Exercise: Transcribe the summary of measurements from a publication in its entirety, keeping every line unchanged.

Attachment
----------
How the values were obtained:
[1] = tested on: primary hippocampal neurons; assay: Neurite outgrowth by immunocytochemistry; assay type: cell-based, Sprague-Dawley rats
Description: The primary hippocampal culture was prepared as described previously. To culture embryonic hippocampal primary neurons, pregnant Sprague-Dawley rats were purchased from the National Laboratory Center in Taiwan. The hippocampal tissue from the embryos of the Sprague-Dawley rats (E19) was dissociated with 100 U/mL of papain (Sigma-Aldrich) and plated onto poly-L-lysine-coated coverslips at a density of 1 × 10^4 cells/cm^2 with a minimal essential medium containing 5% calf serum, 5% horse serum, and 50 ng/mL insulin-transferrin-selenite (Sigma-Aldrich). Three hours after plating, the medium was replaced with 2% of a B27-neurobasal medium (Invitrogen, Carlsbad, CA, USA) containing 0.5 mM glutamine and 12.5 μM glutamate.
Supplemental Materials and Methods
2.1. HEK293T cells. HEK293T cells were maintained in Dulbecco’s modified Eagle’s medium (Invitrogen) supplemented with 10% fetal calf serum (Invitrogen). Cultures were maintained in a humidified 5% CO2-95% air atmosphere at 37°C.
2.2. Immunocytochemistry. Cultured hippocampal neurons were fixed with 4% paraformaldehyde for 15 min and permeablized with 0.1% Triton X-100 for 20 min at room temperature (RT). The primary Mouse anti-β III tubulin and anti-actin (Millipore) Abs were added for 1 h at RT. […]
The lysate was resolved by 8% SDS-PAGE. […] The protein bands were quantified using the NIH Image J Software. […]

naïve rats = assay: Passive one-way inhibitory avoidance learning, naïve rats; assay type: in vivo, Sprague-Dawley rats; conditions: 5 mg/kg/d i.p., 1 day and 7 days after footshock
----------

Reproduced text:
How the values were obtained:
[1] = tested on: primary hippocampal neurons; assay: Neurite outgrowth by immunocytochemistry; assay type: cell-based, Sprague-Dawley rats
Description: The primary hippocampal culture was prepared as described previously. To culture embryonic hippocampal primary neurons, pregnant Sprague-Dawley rats were purchased from the National Laboratory Center in Taiwan. The hippocampal tissue from the embryos of the Sprague-Dawley rats (E19) was dissociated with 100 U/mL of papain (Sigma-Aldrich) and plated onto poly-L-lysine-coated coverslips at a density of 1 × 10^4 cells/cm^2 with a minimal essential medium containing 5% calf serum, 5% horse serum, and 50 ng/mL insulin-transferrin-selenite (Sigma-Aldrich). Three hours after plating, the medium was replaced with 2% of a B27-neurobasal medium (Invitrogen, Carlsbad, CA, USA) containing 0.5 mM glutamine and 12.5 μM glutamate.
Supplemental Materials and Methods
2.1. HEK293T cells. HEK293T cells were maintained in Dulbecco’s modified Eagle’s medium (Invitrogen) supplemented with 10% fetal calf serum (Invitrogen). Cultures were maintained in a humidified 5% CO2-95% air atmosphere at 37°C.
2.2. Immunocytochemistry. Cultured hippocampal neurons were fixed with 4% paraformaldehyde for 15 min and permeablized with 0.1% Triton X-100 for 20 min at room temperature (RT). The primary Mouse anti-β III tubulin and anti-actin (Millipore) Abs were added for 1 h at RT. […]
The lysate was resolved by 8% SDS-PAGE. […] The protein bands were quantified using the NIH Image J Software. […]

naïve rats = assay: Passive one-way inhibitory avoidance learning, naïve rats; assay type: in vivo, Sprague-Dawley rats; conditions: 5 mg/kg/d i.p., 1 day and 7 days after footshock